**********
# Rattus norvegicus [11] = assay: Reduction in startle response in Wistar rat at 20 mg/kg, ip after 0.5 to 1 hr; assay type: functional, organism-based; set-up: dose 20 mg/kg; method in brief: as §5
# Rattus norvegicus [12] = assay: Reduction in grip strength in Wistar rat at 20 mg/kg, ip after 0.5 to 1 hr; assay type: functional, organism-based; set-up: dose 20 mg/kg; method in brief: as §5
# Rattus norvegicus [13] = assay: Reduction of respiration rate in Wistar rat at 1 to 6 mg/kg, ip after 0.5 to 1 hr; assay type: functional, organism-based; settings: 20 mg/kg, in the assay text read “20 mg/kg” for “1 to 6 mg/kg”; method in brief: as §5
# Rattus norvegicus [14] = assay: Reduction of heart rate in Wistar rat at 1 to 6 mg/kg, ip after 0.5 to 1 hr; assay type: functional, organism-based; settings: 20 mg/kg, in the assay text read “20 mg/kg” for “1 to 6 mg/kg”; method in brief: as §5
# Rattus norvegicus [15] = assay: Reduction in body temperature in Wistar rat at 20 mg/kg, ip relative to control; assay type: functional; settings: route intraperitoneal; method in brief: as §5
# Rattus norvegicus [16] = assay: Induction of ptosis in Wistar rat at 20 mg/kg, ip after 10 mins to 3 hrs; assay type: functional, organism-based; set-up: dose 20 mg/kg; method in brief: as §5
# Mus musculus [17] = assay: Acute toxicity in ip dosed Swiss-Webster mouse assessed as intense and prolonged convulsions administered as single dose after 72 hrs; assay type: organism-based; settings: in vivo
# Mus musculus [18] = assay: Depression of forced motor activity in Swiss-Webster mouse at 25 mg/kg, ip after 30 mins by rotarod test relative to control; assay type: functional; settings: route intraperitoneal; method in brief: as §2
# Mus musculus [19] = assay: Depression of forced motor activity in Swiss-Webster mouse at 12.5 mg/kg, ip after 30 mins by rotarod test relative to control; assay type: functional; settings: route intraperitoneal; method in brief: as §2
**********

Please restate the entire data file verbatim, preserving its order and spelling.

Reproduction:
# Rattus norvegicus [11] = assay: Reduction in startle response in Wistar rat at 20 mg/kg, ip after 0.5 to 1 hr; assay type: functional, organism-based; set-up: dose 20 mg/kg; method in brief: as §5
# Rattus norvegicus [12] = assay: Reduction in grip strength in Wistar rat at 20 mg/kg, ip after 0.5 to 1 hr; assay type: functional, organism-based; set-up: dose 20 mg/kg; method in brief: as §5
# Rattus norvegicus [13] = assay: Reduction of respiration rate in Wistar rat at 1 to 6 mg/kg, ip after 0.5 to 1 hr; assay type: functional, organism-based; settings: 20 mg/kg, in the assay text read “20 mg/kg” for “1 to 6 mg/kg”; method in brief: as §5
# Rattus norvegicus [14] = assay: Reduction of heart rate in Wistar rat at 1 to 6 mg/kg, ip after 0.5 to 1 hr; assay type: functional, organism-based; settings: 20 mg/kg, in the assay text read “20 mg/kg” for “1 to 6 mg/kg”; method in brief: as §5
# Rattus norvegicus [15] = assay: Reduction in body temperature in Wistar rat at 20 mg/kg, ip relative to control; assay type: functional; settings: route intraperitoneal; method in brief: as §5
# Rattus norvegicus [16] = assay: Induction of ptosis in Wistar rat at 20 mg/kg, ip after 10 mins to 3 hrs; assay type: functional, organism-based; set-up: dose 20 mg/kg; method in brief: as §5
# Mus musculus [17] = assay: Acute toxicity in ip dosed Swiss-Webster mouse assessed as intense and prolonged convulsions administered as single dose after 72 hrs; assay type: organism-based; settings: in vivo
# Mus musculus [18] = assay: Depression of forced motor activity in Swiss-Webster mouse at 25 mg/kg, ip after 30 mins by rotarod test relative to control; assay type: functional; settings: route intraperitoneal; method in brief: as §2
# Mus musculus [19] = assay: Depression of forced motor activity in Swiss-Webster mouse at 12.5 mg/kg, ip after 30 mins by rotarod test relative to control; assay type: functional; settings: route intraperitoneal; method in brief: as §2